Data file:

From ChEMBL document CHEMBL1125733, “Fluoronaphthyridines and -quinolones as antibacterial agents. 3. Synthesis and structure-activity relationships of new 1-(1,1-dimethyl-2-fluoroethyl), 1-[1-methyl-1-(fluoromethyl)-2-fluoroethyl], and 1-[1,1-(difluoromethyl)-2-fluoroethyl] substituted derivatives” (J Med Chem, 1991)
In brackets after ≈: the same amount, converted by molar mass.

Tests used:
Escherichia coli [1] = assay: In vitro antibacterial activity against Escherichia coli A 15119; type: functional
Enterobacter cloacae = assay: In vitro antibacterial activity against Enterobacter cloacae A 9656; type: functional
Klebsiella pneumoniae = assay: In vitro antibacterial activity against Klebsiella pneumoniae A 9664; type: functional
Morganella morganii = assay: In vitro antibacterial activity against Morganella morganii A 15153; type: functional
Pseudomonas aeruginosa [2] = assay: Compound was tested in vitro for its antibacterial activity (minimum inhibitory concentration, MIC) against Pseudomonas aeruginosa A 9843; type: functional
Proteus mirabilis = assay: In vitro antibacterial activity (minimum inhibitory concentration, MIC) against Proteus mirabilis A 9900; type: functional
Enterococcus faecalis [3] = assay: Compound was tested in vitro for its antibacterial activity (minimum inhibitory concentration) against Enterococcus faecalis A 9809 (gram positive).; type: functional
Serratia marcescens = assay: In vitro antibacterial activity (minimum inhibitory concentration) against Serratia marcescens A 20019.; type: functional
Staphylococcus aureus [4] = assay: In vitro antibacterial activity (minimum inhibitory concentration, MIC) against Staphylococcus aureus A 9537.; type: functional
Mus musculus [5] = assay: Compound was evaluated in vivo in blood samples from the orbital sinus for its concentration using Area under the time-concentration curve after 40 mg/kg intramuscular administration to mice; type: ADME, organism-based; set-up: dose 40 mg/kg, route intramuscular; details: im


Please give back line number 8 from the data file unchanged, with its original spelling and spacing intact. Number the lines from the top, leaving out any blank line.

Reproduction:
Pseudomonas aeruginosa [2] = assay: Compound was tested in vitro for its antibacterial activity (minimum inhibitory concentration, MIC) against Pseudomonas aeruginosa A 9843; type: functional